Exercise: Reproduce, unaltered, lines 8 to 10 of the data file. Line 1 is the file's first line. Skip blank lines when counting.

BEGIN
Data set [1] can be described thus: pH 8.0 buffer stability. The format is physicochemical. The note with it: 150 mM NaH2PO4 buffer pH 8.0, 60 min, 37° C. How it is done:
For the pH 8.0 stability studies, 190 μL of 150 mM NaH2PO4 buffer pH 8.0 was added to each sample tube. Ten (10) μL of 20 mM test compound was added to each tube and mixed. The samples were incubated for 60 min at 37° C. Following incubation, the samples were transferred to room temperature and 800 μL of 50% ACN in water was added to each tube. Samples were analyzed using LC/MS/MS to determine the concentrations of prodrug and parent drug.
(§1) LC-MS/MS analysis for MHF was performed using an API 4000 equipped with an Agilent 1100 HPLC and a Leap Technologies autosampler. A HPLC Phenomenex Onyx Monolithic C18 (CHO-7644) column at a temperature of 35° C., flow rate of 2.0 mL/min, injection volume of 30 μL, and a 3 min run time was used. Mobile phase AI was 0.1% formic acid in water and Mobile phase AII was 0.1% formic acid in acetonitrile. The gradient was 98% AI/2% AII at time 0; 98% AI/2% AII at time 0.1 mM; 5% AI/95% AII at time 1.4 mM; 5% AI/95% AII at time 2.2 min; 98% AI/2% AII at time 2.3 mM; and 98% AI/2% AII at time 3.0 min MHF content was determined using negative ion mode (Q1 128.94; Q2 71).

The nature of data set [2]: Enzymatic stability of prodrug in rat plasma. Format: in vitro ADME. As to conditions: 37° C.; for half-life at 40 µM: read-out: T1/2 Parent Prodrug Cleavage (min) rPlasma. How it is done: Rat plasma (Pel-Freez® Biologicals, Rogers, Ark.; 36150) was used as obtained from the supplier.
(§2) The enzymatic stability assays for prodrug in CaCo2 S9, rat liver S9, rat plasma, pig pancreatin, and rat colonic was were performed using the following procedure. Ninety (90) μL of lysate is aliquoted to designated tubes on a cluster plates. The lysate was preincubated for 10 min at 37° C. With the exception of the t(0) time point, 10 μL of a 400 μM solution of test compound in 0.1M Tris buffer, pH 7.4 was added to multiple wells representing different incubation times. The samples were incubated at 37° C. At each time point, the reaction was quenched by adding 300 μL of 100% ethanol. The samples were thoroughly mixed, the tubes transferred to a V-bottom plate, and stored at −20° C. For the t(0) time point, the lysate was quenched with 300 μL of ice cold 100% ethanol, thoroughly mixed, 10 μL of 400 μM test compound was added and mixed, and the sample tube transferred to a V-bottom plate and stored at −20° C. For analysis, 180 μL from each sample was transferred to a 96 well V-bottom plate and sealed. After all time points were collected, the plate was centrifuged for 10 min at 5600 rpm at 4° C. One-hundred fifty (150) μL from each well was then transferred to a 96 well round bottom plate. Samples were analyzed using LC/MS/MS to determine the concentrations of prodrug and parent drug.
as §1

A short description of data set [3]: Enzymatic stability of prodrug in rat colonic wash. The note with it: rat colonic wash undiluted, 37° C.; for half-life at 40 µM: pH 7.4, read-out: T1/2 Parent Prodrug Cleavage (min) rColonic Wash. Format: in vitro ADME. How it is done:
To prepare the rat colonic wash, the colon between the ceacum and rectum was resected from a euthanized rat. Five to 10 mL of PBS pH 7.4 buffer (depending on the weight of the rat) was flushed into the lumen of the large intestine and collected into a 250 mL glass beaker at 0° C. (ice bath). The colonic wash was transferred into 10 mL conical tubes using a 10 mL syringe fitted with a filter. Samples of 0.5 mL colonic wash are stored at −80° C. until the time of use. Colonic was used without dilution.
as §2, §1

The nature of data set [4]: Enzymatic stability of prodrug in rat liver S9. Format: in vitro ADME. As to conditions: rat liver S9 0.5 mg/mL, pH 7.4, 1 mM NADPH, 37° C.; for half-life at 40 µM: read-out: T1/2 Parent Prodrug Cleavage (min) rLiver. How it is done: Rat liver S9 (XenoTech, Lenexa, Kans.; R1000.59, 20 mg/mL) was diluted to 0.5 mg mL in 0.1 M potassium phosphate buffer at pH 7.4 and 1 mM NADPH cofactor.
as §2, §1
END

To prepare the rat colonic wash, the colon between the ceacum and rectum was resected from a euthanized rat. Five to 10 mL of PBS pH 7.4 buffer (depending on the weight of the rat) was flushed into the lumen of the large intestine and collected into a 250 mL glass beaker at 0° C. (ice bath). The colonic wash was transferred into 10 mL conical tubes using a 10 mL syringe fitted with a filter. Samples of 0.5 mL colonic wash are stored at −80° C. until the time of use. Colonic was used without dilution.
as §2, §1

The nature of data set [4]: Enzymatic stability of prodrug in rat liver S9. Format: in vitro ADME. As to conditions: rat liver S9 0.5 mg/mL, pH 7.4, 1 mM NADPH, 37° C.; for half-life at 40 µM: read-out: T1/2 Parent Prodrug Cleavage (min) rLiver. How it is done: Rat liver S9 (XenoTech, Lenexa, Kans.; R1000.59, 20 mg/mL) was diluted to 0.5 mg mL in 0.1 M potassium phosphate buffer at pH 7.4 and 1 mM NADPH cofactor.